The importance of Chinese tourist spending to retail around the world has become even clearer with China’s Ministry of Commerce saying over 120m of its citizens travelled abroad last year, 12% more than in 2014. And Chinese President Xi Jinping thinks the number will reach 500m by 2020.
Just think about it. 120m is nearly double the population of the UK and nearly 38% of the population of the US. That’s huge.
China has been the world’s biggest ‘exporter’ of tourists for four years running and in 2015 those happy travellers spent CNY1.5trn (£163bn/$230bn/€208bn). Importantly, while the number of people travelling abroad rose 12%, their spend was up 16.7%.
The growth was boosted by a number of factors, including falling oil prices that made airfares cheaper – they were around 12% lower on average last year, travel agents said. Also important was China’s currency gaining strength (except against the dollar) and overall higher income.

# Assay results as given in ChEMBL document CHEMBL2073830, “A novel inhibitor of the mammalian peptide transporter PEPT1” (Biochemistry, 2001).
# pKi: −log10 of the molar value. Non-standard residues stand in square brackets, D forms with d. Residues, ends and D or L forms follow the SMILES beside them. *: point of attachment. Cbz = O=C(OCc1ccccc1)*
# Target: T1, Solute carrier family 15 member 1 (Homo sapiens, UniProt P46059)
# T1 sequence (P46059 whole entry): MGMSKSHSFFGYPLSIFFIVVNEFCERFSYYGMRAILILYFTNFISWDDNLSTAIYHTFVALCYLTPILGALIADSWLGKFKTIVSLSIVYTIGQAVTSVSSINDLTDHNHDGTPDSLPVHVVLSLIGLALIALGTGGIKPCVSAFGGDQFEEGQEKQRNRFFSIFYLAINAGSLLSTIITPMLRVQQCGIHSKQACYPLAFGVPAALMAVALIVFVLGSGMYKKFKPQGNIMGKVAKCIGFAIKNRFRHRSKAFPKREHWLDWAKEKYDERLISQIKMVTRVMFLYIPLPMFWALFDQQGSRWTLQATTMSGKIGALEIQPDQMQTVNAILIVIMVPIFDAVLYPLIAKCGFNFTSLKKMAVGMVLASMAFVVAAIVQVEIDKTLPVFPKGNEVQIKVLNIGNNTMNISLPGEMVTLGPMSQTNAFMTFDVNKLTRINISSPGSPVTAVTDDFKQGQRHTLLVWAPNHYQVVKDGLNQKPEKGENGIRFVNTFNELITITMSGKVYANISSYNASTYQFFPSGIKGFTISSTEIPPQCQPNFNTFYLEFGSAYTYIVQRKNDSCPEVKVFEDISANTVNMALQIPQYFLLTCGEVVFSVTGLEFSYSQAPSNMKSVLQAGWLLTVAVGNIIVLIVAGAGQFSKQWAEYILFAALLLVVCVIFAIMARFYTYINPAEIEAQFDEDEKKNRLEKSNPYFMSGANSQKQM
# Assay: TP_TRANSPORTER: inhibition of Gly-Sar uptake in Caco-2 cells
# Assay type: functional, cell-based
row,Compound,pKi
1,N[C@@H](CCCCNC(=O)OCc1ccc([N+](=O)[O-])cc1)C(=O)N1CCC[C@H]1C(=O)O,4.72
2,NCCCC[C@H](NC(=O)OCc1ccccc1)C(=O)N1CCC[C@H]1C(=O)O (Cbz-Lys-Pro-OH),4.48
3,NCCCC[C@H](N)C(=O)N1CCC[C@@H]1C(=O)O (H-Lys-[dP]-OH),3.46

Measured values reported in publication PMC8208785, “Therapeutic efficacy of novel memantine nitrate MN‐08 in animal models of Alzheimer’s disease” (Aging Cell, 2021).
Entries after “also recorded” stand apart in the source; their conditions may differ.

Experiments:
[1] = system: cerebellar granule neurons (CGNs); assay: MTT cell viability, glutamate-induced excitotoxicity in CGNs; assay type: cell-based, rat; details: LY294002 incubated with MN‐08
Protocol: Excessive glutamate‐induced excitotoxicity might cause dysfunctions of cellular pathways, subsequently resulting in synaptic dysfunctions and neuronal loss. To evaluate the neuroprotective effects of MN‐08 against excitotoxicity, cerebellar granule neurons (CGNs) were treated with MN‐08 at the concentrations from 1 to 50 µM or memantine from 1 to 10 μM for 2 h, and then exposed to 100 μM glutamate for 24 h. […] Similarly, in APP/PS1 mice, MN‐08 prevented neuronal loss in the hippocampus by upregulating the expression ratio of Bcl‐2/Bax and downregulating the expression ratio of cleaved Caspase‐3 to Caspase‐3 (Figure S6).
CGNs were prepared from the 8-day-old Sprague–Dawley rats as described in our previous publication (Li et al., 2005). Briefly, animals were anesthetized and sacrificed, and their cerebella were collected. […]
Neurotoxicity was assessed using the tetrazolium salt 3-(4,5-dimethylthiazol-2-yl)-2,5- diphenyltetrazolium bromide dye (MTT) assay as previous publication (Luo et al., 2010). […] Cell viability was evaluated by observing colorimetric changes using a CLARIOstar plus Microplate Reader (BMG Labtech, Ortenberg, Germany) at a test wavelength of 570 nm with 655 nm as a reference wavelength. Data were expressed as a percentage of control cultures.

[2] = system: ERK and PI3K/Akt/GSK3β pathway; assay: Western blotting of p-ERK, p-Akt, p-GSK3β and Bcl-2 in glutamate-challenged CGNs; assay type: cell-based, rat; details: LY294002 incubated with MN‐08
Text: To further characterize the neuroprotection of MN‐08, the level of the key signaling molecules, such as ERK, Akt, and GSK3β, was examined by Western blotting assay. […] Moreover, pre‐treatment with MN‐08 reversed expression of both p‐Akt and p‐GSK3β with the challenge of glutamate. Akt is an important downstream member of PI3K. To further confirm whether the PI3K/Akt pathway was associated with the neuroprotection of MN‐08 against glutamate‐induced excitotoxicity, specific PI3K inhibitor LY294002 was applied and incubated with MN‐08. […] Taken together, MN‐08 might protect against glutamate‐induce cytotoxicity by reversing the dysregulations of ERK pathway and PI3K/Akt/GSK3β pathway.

Of course, there’s a downside for the global economy as a result of this. As more Chinese citizens travel abroad they don’t spend their money in China. That’s contributing to the slowdown in the domestic economy that’s causing nervousness for business in the rest of the world.
The Chinese government is fighting back though and has formally approved the opening of duty free stores at the arrivals terminals of 30 airports to capture the cash of returning Chinese tourists who still have some money to spend.
New rules will allow them to spend up to CNY8,000 ($1,227) there, higher than the current CNY5,000 limit.